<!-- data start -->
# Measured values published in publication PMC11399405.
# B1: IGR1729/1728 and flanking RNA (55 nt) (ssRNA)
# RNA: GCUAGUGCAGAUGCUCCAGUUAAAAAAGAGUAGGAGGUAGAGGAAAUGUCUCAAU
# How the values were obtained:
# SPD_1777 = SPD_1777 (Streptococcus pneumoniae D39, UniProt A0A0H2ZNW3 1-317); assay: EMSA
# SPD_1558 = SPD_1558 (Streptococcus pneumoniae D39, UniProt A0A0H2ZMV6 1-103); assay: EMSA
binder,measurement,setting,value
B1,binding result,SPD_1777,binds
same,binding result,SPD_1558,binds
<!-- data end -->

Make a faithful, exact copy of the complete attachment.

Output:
# Measured values published in publication PMC11399405.
# B1: IGR1729/1728 and flanking RNA (55 nt) (ssRNA)
# RNA: GCUAGUGCAGAUGCUCCAGUUAAAAAAGAGUAGGAGGUAGAGGAAAUGUCUCAAU
# How the values were obtained:
# SPD_1777 = SPD_1777 (Streptococcus pneumoniae D39, UniProt A0A0H2ZNW3 1-317); assay: EMSA
# SPD_1558 = SPD_1558 (Streptococcus pneumoniae D39, UniProt A0A0H2ZMV6 1-103); assay: EMSA
binder,measurement,setting,value
B1,binding result,SPD_1777,binds
same,binding result,SPD_1558,binds